Sage Hill Farms and Vintage Store

~Autumn At Sage Hill Farms~

Seems we were all so busy wishing for the autumn we didn’t notice that it slipped in under the dark of night I for one got caught with a few things still left to do prior to the cool weather setting in for the stay.

Been busy gathering seed heads from flowers and herbs….almost done.
If you are on the list for shipping I will be in contact very soon. Some are packaged and ready to go.

Sage Hill had a very bountiful summer from the gardens, we were blessed to not have been in the drought areas…blessed indeed. The bounty has been frozen, canned, and dried. Going to be a yummy winters feast


Are you planting a fall garden? Now is the time.

In the southern region, cucumbers, carrots, cabbage, Bush beans, and all manner of greens…spinach, turnip, mustard, and collards. Some lettuces will also give you a great fall crop.

We had an abundance of Bush beans in the late summer garden, so will not be replanting those. Honestly, by this time I’m over the cucumber crave and hubby doesn’t like them…

I think we will be focusing on greens…

Remember, the beds (areas) that you won’t be replanting needs to be cleaned and filled with good mulching material…leaves, discarded veggies, shavings, and grindings of small limbs , black & white paper, etc. This will compost over the winter and you will have awesome spring soil.

If you have perennials to be moved I would do that now, they need time to take to the new surroundings before another change in temps come. (Don’t prune just prior to moving…too much stress and you can kill the whole plant.)


Saving your Heirloom Tomato Seed~

Harvest the ones you want the seed from. Cut in half. Squeeze the juice, pulp, and seed into a container.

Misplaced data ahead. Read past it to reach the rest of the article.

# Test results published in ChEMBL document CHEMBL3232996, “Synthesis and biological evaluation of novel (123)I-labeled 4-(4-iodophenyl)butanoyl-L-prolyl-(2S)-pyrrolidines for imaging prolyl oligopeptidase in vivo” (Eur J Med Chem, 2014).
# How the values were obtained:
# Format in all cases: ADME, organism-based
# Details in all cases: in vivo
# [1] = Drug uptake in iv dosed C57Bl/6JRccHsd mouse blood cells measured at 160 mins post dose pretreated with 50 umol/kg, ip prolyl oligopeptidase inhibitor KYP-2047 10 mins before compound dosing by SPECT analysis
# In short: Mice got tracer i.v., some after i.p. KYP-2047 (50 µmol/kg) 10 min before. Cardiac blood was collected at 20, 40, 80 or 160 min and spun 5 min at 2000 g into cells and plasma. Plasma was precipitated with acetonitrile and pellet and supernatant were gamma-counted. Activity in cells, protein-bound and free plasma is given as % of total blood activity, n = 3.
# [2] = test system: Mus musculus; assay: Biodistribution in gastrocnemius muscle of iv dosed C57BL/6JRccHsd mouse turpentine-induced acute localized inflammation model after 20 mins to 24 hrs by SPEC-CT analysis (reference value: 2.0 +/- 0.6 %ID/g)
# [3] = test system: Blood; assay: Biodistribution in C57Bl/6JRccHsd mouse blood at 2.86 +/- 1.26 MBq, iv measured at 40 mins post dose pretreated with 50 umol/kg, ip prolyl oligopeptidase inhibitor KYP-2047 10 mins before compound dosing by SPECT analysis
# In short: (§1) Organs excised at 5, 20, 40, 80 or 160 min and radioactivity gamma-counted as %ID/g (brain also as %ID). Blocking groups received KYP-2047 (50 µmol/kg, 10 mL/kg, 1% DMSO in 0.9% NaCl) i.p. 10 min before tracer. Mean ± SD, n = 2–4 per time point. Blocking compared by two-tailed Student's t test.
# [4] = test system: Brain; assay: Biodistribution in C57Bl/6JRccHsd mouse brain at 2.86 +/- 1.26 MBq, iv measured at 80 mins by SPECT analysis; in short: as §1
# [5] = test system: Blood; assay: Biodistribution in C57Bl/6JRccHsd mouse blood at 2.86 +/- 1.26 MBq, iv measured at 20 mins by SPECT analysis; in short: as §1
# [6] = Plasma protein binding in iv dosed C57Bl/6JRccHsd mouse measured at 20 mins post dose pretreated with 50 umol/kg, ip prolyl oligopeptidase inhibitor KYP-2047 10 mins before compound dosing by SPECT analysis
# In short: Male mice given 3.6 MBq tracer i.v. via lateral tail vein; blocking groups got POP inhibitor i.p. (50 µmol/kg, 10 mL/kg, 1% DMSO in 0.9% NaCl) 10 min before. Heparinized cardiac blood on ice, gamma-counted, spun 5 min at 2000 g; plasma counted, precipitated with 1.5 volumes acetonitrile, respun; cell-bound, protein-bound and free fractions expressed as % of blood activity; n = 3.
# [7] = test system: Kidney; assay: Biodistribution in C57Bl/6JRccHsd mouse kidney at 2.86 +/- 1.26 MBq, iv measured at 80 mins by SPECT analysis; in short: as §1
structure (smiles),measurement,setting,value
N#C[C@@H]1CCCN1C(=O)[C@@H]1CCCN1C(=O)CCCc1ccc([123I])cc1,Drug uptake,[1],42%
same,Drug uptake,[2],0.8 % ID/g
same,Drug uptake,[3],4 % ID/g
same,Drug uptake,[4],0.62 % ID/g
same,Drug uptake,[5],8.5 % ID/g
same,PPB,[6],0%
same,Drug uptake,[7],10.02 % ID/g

Let sit about 5 days until the surface is covered with a whitish mold. Scrape off the mold with a spoon and discard…leaving the seed.

Add clean water to seed mixture and stir, the viable seed will sink to the bottom and the nonviable will float. Remove floating seeds and pour the rest into a fine mesh sieve.

Rinse the seed until they are clean and no pulp remains.

Spread seed on paper plates or coffee filters and let dry 3 to 5 days.

Move seed around a few times daily to promote even drying.

Store seed in small manila envelopes or small glass jars-away from heat and light.

Label with all the info you will need for the spring usage.


If you are drying herbs for the winter, they retain much more of their oils by hang drying upside down.

As soon as they are dried (leaves fall away from the stems when touched) strip from the stems and store in airtight containers…never in plastic or paper that isn’t designed for the purpose. Small glass jars are perfect…away from heat and light.

Many think Basil isn’t good in the dried stage…I disagree. Dried and stored properly, for some things I like dried best.

Remember too that dried is more powerful than fresh. Adjust accordingly.
I use ounce for ounce ½ the dried that I would use fresh.

I trust your landscape is beginning to look a lot like Autumn ~


Enjoy!

The Sage Hill Farms Family~
Bea and Mike Kunz
Sage Hill Herb Farm
32 Old Petersburg Pike
Petersburg, Tennessee-37144
931-438-8328
http://beasbeatitudes.blogspot.com